Guys just wanna have fun

 
Kasmira Jefford
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Grainger, who spent over 20 years in retail, has his sights now set firmly on residential
JLL’s boss tells Kasmira Jefford why his firm is anything but dull

GUY Grainger has something he needs to get off his chest. It seems that some people might think that property and property advisory companies like JLL are, well, let’s say a little bit... dull.

“People often say that to me and I think: hold on a second – where do you work and is it an exciting workplace that you are in? Because we help design workplaces. And then I ask them what is their favourite shop? I used to do lots of work for Hamleys and, how exciting is that?”

With his impeccable dress sense and his steel blue eyes, JLL’s UK chief executive is usually the epitome of calm. But today, at the firm’s West End offices, he is suitably excited as he rattles off a list of projects – from advising fashion retail Superdry to acting for the developers of Battersea Power Station and the Shard – to prove that the New York-listed firm is anything but boring.

The 47-year-old Vespa-loving triathlete and self-confessed shopaholic, which he blames on years of working in retail property, was appointed chief executive two years ago and has been set on overhauling the UK business, which he felt was “too traditional”.

JLL’s revamped offices at Warwick Street, completed in November, were the first thing to change. The sleek conference rooms are equipped with Apple TVs. The first floor has been given over to a new “creative zone” with a coffee shop and bouncy sofas.

A bike used by Bradley Wiggins during one leg of the Tour de France hangs on the wall – Grainger’s own possession – which he says he chose to display as a of symbol of achievement.

Certainly, one of his successes so far has been to grow JLL’s smaller residential arm, which last year only accounted for around 10 per cent of its UK arm. Office rentals represent around 15 per cent, retail 10 per cent and the rest taken up by property investment and management.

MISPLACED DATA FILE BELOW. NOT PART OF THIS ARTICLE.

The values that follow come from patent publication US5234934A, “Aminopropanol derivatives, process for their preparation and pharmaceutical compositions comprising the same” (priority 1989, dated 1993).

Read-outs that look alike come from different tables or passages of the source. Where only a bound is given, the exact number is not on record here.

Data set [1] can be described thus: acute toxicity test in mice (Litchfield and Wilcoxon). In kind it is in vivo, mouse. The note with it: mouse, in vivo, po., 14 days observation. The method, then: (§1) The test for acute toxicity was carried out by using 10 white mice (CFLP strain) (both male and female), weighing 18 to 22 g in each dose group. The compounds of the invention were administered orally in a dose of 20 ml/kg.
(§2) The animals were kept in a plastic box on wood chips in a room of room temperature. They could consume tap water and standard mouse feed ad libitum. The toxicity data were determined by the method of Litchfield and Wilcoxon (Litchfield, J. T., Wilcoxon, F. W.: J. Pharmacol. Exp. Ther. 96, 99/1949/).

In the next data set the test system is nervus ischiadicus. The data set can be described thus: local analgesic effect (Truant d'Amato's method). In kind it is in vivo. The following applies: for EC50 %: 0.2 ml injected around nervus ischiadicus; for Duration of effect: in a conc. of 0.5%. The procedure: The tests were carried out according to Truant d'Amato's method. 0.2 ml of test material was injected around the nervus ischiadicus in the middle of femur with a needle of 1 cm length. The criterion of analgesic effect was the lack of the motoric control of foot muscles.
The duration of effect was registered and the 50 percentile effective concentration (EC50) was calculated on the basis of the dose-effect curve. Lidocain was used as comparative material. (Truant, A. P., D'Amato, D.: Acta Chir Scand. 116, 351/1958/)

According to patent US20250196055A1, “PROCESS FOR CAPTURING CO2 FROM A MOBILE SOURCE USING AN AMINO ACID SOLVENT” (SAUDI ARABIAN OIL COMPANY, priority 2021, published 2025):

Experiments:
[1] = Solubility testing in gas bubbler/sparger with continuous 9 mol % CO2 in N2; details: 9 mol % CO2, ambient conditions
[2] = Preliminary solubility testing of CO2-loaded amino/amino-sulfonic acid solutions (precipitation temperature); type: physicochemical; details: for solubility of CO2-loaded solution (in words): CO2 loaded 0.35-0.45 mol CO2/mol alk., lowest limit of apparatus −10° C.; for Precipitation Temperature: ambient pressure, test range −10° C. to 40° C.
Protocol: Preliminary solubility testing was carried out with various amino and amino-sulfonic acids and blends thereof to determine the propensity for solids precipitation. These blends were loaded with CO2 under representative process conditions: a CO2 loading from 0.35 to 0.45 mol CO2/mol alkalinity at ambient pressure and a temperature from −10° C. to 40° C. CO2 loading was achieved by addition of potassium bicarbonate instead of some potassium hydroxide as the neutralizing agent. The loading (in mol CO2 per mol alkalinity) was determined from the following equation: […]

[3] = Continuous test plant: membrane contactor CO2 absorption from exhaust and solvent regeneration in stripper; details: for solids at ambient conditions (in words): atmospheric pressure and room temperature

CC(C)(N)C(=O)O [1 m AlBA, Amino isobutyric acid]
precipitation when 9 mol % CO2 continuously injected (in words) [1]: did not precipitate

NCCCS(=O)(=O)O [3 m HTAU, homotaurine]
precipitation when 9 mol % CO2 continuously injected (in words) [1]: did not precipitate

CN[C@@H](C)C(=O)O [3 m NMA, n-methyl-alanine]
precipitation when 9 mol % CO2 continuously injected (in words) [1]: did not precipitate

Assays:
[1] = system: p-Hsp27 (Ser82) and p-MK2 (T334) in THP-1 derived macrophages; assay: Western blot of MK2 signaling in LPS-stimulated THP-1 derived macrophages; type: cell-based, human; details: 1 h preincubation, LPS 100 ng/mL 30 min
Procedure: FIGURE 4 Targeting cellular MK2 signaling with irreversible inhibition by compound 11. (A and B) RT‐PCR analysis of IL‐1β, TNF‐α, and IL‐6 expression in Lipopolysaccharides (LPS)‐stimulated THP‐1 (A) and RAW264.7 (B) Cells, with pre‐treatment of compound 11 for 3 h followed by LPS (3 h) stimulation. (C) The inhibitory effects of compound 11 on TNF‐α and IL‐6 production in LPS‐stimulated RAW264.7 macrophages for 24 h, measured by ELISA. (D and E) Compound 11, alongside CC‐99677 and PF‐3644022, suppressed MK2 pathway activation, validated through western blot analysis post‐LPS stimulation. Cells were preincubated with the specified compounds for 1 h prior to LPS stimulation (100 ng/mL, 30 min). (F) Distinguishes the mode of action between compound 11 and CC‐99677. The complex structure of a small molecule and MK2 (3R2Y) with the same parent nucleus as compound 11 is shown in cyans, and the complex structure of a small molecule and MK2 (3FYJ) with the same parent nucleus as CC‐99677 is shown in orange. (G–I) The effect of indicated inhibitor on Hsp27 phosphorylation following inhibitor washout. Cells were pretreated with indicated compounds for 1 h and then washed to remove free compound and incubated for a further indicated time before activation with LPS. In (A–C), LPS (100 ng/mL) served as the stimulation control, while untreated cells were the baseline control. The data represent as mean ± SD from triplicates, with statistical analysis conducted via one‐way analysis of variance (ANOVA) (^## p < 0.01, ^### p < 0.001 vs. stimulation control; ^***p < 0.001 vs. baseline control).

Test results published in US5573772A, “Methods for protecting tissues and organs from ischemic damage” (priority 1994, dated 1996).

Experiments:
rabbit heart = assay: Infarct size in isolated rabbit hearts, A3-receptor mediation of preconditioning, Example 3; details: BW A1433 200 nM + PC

In October, he made his first acquisition, buying out the 140-year-old estate agency WA Ellis and giving JLL access to sales and lettings in London’s prime postcodes of Knightsbridge, Kensington and Chelsea.

London’s luxury market cooled last year after several years of soaring price growth. However, Grainger is confident that there is still growth yet to be enjoyed over the long-term in both the prime, and wider London market.

“There is such an undersupply that we look quite long term on residential in London. We knew that the percentage growth we have had over the last few years was definitely not sustainable. But in terms of the long-term investment, the sector is looking robust.”

With the regional markets also set to enjoy further growth this year, JLL made its second timely acquisition last week, snapping Mazars’ Birmingham-based property consultancy arm. “We are focused on where the new developments can take place and following the land,” he says.

The commercial occupier market is another area that Grainger is keen to grow JLL’s presence in. With little new office space to be found in central London and prices at record high, Grainger sees new emerging areas like Stratford, Croydon and Silvertown becoming the next office districts.

“There is some really interesting place-making coming through outside of the core, which is really exciting. With crossrail, you will see core London and the office district spreading out,” he says. With so much work to be done no one could say that life for JLL’s chief executive will be dull.